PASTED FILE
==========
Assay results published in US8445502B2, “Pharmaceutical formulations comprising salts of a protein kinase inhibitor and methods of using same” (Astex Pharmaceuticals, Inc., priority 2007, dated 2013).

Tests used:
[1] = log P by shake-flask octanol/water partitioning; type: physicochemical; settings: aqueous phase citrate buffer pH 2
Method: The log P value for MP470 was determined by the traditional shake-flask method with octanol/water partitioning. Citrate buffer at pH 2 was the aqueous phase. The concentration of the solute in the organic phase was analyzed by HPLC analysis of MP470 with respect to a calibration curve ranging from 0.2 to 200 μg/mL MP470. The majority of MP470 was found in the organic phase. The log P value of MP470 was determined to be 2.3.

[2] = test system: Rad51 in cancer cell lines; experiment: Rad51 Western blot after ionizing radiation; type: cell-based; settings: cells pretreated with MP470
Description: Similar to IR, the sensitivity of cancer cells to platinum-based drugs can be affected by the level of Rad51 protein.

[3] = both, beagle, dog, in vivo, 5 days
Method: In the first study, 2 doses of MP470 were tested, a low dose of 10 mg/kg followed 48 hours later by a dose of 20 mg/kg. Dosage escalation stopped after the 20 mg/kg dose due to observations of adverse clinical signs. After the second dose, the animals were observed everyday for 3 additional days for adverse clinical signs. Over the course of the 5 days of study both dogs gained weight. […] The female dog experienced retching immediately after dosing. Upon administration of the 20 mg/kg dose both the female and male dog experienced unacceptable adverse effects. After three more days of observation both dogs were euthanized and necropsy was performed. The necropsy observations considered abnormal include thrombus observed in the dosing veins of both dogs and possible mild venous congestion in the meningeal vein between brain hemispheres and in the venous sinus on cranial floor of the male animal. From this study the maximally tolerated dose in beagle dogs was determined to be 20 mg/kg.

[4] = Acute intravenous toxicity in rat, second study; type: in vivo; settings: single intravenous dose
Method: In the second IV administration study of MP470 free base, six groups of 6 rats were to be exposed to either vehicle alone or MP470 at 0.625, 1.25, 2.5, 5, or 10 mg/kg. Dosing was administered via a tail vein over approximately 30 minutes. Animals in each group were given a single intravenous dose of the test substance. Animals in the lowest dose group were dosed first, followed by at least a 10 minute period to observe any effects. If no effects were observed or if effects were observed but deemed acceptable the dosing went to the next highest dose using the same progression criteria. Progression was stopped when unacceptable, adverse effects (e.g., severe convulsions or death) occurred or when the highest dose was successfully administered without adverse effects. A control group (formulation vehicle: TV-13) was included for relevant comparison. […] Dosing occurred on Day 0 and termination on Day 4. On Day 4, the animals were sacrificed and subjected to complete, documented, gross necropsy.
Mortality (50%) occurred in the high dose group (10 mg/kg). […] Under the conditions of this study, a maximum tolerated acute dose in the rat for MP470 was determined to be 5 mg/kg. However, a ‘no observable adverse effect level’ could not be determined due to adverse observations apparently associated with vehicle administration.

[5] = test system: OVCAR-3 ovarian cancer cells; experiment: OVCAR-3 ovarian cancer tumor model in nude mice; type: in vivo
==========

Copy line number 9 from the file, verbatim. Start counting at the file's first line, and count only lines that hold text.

[4] = Acute intravenous toxicity in rat, second study; type: in vivo; settings: single intravenous dose